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An excellent and totally disheartening report by the Star Tribune has found that law enforcement has consistently and utterly failed victims of sexual assault in Minnesota. Out of 1,000 sexual assault cases analyzed, only 26 percent went to prosecutors; victims overall had less than a 1/10 chance of seeing a conviction; and in one in four cases, police never even assigned an investigator, which they do for every case of murder. And these numbers come from only a subset of materials from law enforcement agencies, which reportedly have yet to fill about half of the records requests.

The instances reflect a general attitude which simply doesn’t take rape as a serious crime. In one exemplative story, a woman alleges that even when she provided the location of the rape, immediately called 911 and provided semen from a sexual assault exam, the investigators went back and forth a few times with the suspect and then simply dropped the case. She claims that one of the first things a police officer asked her was: “Why were you drinking alone?”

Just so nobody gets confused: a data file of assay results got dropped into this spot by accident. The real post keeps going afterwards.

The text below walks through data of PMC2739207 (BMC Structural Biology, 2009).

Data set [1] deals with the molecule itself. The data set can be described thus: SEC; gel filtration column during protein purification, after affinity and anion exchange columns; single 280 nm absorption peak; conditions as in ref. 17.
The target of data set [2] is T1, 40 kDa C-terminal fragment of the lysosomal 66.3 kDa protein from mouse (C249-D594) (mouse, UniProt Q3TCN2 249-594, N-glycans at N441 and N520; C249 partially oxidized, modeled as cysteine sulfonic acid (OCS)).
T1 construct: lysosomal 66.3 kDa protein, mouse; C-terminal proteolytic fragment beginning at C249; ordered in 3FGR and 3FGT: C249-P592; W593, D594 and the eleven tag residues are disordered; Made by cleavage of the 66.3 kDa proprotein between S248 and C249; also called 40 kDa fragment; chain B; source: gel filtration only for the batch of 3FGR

In other cases, alleged victims claim that police said they “didn’t have the manpower,” or that they never received a call back from the detective. The Tribune found that police were provided serial accusations against the same person which they didn’t bother to connect.

After learning of the Tribune’s findings, head of the Minnesota Chiefs of Police Association Andy Skoogman told that paper that “I think there’s no doubt that law enforcement and prosecution … need to look in the mirror and say, ‘what can we do better collectively?’ ”

The findings are not actually so far from national statistics reported by RAINN (Rape, Abuse & Incest National Network), which used FBI and DOJ data to estimate that only six out of 1000 accused rapists are incarcerated and that only one in three victims report the assault. The CDC’s 2015 National Intimate Partner and Sexual Violence Survey found that one in five women in the US reported having been subjected to attempted or completed rape in their lifetimes, and 43% were 17 or under at the time of the assault.

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This report will be the first of the Star Tribune’s new series, “Denied Justice.”